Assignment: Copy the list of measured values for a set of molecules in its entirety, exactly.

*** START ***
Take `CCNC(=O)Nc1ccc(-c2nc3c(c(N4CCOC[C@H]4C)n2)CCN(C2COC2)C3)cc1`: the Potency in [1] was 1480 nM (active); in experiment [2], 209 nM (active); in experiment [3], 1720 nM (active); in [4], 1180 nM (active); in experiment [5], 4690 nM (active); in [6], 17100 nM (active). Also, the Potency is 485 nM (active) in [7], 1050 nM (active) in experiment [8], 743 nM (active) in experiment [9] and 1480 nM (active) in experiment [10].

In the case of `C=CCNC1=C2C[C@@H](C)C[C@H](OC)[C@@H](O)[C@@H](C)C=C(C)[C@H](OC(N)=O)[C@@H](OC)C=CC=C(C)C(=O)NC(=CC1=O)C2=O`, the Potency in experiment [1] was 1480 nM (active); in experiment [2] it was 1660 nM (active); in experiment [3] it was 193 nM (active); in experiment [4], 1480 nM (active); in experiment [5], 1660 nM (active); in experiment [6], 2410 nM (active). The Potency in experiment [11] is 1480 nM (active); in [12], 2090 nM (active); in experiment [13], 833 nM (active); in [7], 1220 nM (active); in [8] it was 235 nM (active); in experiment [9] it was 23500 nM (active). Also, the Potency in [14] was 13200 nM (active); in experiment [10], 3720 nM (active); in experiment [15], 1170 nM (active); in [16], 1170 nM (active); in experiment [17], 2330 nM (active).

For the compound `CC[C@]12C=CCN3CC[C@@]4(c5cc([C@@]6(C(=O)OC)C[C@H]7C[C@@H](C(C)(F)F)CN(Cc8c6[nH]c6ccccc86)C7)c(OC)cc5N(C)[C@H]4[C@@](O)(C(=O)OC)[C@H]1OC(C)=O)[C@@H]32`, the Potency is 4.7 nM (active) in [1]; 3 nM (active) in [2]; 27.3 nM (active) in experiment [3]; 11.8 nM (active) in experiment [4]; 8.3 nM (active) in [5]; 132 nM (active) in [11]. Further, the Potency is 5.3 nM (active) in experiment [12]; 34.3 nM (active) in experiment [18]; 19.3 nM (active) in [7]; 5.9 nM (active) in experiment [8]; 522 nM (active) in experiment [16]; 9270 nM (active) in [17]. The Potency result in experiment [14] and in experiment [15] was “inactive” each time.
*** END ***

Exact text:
Take `CCNC(=O)Nc1ccc(-c2nc3c(c(N4CCOC[C@H]4C)n2)CCN(C2COC2)C3)cc1`: the Potency in [1] was 1480 nM (active); in experiment [2], 209 nM (active); in experiment [3], 1720 nM (active); in [4], 1180 nM (active); in experiment [5], 4690 nM (active); in [6], 17100 nM (active). Also, the Potency is 485 nM (active) in [7], 1050 nM (active) in experiment [8], 743 nM (active) in experiment [9] and 1480 nM (active) in experiment [10].

In the case of `C=CCNC1=C2C[C@@H](C)C[C@H](OC)[C@@H](O)[C@@H](C)C=C(C)[C@H](OC(N)=O)[C@@H](OC)C=CC=C(C)C(=O)NC(=CC1=O)C2=O`, the Potency in experiment [1] was 1480 nM (active); in experiment [2] it was 1660 nM (active); in experiment [3] it was 193 nM (active); in experiment [4], 1480 nM (active); in experiment [5], 1660 nM (active); in experiment [6], 2410 nM (active). The Potency in experiment [11] is 1480 nM (active); in [12], 2090 nM (active); in experiment [13], 833 nM (active); in [7], 1220 nM (active); in [8] it was 235 nM (active); in experiment [9] it was 23500 nM (active). Also, the Potency in [14] was 13200 nM (active); in experiment [10], 3720 nM (active); in experiment [15], 1170 nM (active); in [16], 1170 nM (active); in experiment [17], 2330 nM (active).

For the compound `CC[C@]12C=CCN3CC[C@@]4(c5cc([C@@]6(C(=O)OC)C[C@H]7C[C@@H](C(C)(F)F)CN(Cc8c6[nH]c6ccccc86)C7)c(OC)cc5N(C)[C@H]4[C@@](O)(C(=O)OC)[C@H]1OC(C)=O)[C@@H]32`, the Potency is 4.7 nM (active) in [1]; 3 nM (active) in [2]; 27.3 nM (active) in experiment [3]; 11.8 nM (active) in experiment [4]; 8.3 nM (active) in [5]; 132 nM (active) in [11]. Further, the Potency is 5.3 nM (active) in experiment [12]; 34.3 nM (active) in experiment [18]; 19.3 nM (active) in [7]; 5.9 nM (active) in experiment [8]; 522 nM (active) in experiment [16]; 9270 nM (active) in [17]. The Potency result in experiment [14] and in experiment [15] was “inactive” each time.